How much life insurance cover do I need?
There’s no one size fits all life insurance policy. The amount of cover you need will depend on you and your dependents’ current financial situation and future needs.
Our calculator can help you arrive at a precise sum. But here are some things you’ll want to consider.
- Your mortgage: Mortgage payments are usually a household’s largest monthly expense. A decreasing term life insurance policy, aligned with your mortgage, can pay off the balance remaining at your death, eliminating a large financial burden for your family.
- Other debts: You don’t want to leave your family paying off your credit card or loan debt. Make sure your life insurance payout can clear these debts.
- Your income: You likely want your life insurance policy to replace your income. If choosing a policy that pays out a lump sum, multiply your income by several years—ten is often suggestions. Other policies pay out annually and can exactly match your salary.
- Childcare: You should consider not only your position as a breadwinner but also the unpaid labour you do around the house, including watching children. Your death could increase expenses for the family, particularly if they need to arrange outside childcare.
- Education: Consider school fees and university tuition for your children, both now and in the future.
- Funeral expenses: The average funeral in the UK costs more than £4,000. Families often cover these costs with life insurance.
How can I get cheaper life insurance?
- Quit smoking: Insurers will usually consider you a non-smoker once you’ve abstained for 12 months, although some require up to five years nicotine-free. But you don’t have to wait to take out a life insurance policy until you’ve logged enough months without cigarettes. Insurers can update your policy and adjust your premiums later when you prove you’ve kicked the habit.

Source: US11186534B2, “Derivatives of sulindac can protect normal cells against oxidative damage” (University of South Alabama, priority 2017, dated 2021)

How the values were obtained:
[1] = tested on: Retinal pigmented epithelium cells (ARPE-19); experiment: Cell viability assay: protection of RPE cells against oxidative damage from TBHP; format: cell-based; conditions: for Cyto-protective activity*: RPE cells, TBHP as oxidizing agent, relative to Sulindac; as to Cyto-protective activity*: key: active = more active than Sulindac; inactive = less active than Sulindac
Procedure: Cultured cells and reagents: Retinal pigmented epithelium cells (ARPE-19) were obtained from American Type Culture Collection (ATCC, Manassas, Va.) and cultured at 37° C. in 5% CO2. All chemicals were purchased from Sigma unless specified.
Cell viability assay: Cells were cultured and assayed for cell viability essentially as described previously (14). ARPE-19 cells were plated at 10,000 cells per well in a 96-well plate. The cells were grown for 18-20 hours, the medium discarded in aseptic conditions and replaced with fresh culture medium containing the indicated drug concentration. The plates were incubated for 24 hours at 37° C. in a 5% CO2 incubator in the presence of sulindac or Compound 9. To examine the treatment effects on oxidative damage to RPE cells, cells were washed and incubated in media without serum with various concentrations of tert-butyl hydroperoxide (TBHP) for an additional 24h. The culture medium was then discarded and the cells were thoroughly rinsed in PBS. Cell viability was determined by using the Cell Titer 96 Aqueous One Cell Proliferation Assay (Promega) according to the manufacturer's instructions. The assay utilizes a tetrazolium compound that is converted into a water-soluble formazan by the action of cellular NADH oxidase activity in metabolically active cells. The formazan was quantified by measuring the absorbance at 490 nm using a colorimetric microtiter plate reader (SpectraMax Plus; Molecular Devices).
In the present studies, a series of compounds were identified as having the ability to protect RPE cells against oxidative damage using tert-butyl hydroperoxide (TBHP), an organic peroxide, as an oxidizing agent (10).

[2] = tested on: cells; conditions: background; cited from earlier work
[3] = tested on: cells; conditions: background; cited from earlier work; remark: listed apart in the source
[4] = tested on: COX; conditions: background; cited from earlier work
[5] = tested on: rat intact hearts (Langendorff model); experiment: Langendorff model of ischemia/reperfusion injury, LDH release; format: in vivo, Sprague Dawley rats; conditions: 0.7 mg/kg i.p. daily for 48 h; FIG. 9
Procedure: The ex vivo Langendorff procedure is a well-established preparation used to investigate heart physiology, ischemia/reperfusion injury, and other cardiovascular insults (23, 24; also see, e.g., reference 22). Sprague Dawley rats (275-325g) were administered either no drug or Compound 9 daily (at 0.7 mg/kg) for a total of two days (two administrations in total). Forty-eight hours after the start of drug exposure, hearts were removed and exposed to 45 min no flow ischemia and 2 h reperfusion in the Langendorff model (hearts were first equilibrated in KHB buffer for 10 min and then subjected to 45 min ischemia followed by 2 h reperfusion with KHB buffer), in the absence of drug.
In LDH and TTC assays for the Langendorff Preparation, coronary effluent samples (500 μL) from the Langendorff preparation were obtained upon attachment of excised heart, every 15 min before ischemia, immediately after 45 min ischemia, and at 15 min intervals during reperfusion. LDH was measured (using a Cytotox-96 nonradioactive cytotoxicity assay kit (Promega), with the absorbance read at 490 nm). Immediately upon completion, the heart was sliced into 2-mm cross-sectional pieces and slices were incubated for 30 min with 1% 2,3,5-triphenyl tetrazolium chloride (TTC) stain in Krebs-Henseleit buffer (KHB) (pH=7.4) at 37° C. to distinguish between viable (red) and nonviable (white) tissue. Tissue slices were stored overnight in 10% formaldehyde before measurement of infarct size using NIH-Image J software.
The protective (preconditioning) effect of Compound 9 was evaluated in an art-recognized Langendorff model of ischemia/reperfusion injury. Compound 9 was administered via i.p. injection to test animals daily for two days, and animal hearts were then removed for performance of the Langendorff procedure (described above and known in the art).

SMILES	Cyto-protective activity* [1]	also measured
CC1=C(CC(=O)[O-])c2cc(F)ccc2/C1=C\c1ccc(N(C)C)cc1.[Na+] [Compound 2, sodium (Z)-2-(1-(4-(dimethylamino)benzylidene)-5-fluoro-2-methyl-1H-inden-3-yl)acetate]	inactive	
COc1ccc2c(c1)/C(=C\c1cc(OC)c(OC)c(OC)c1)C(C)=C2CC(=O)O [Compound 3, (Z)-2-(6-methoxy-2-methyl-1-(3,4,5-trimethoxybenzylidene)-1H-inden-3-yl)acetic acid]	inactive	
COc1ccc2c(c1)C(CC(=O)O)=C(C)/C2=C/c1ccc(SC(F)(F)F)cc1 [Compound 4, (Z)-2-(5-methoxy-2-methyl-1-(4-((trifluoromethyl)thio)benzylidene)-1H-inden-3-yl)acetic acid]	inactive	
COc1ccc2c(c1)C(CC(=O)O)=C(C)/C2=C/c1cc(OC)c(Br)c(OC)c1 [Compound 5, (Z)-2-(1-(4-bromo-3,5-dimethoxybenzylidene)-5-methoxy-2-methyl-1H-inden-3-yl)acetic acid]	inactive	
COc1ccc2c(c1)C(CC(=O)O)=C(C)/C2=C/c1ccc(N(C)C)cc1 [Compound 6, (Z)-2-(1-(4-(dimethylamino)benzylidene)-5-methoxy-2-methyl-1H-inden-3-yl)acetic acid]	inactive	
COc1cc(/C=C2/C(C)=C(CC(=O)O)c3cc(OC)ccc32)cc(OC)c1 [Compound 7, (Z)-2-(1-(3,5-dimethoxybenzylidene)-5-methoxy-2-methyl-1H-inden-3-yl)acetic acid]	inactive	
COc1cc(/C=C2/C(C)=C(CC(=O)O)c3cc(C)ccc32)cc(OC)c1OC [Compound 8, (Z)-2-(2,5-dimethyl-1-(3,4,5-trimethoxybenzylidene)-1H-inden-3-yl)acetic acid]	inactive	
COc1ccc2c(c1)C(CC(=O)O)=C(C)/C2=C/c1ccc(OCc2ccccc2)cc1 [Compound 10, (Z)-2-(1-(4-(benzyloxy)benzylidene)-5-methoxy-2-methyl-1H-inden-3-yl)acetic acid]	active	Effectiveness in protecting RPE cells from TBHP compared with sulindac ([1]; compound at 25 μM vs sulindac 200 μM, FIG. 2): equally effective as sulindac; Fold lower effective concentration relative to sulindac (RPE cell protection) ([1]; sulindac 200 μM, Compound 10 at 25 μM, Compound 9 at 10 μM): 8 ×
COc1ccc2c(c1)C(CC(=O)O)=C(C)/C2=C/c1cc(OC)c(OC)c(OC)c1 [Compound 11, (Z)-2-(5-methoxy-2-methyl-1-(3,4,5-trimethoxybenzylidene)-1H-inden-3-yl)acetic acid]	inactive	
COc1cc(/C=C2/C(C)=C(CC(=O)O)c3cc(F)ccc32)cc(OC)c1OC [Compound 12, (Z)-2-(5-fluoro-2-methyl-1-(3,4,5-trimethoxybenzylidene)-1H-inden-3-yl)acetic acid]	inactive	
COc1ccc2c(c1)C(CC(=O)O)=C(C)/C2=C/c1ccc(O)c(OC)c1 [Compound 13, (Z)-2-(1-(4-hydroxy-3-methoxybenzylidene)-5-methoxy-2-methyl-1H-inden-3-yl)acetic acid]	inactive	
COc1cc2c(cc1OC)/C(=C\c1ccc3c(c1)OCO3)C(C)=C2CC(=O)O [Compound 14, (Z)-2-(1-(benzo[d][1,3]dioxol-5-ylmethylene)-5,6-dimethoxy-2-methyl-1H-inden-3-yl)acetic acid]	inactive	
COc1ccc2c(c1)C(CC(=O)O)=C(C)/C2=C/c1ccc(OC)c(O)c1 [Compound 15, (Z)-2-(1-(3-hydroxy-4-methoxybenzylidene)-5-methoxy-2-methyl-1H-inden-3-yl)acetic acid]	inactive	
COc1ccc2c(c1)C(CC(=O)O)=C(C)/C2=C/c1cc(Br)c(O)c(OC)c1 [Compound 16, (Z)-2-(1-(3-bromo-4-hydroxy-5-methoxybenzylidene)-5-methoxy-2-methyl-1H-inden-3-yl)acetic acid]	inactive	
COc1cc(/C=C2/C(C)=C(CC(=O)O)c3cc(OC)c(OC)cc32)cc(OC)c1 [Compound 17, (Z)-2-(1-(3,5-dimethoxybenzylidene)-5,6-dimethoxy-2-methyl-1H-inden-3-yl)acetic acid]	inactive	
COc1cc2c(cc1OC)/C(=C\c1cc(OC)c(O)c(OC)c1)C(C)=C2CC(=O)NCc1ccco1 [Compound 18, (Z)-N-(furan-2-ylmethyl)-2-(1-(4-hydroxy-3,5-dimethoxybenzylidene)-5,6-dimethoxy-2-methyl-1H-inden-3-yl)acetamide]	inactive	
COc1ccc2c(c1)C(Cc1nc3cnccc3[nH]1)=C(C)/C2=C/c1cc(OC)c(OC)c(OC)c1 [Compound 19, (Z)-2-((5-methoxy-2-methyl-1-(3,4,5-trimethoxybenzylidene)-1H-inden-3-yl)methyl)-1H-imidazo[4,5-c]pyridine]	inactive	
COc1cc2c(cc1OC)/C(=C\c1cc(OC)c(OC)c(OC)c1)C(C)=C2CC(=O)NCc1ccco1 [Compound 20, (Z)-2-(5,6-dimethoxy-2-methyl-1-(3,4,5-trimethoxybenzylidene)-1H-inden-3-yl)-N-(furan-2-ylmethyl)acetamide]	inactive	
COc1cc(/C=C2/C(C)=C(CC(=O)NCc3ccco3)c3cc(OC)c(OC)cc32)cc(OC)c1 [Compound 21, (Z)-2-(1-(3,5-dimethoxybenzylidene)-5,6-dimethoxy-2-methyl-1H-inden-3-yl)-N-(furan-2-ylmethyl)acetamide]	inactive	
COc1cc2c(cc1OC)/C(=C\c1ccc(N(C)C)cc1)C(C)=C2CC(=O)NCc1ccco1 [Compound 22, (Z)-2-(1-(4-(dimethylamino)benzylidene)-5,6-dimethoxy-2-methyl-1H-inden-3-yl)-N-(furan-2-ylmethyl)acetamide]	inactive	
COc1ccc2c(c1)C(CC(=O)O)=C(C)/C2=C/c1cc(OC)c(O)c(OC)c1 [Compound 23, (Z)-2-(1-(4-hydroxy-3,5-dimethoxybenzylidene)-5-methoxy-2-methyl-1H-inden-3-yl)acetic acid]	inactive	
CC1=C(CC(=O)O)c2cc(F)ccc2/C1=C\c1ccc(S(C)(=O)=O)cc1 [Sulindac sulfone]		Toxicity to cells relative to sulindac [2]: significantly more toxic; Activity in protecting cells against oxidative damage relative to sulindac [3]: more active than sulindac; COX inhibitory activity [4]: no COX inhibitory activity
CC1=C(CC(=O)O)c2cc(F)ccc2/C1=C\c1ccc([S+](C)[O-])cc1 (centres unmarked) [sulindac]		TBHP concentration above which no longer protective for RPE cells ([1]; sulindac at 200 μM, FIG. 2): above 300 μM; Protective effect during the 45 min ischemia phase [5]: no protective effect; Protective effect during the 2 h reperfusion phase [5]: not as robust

- Lose weight: If you’ve lost weight and maintained your new weight for your at least 12 months, you’ll qualify for cheaper life insurance and can potentially also reduce the cost of an existing policy.
- Choose a decreasing term life insurance policy: The amount these policies pay decreases over time, so they’re cheaper than level-term policies. Sync the policy with your mortgage to pay off whatever balance is outstanding when you die, or with the age of your children, who need less provision as they age.
- Take out only as much cover as you need: While you might be tempted to insure yourself for a very large sum, the premiums on such a policy could be overwhelming. Accurately calculating the amount of money your family would need to get by after your death will keep your premiums affordable.
- Compare policies: Surveying the market, gathering quotes from a range of insurance providers, can help you find the best and most affordable policy for you and your loved ones. A life insurance comparison engine can return dozens of personalised quotes for insurance policies if you fill out a single, confidential form.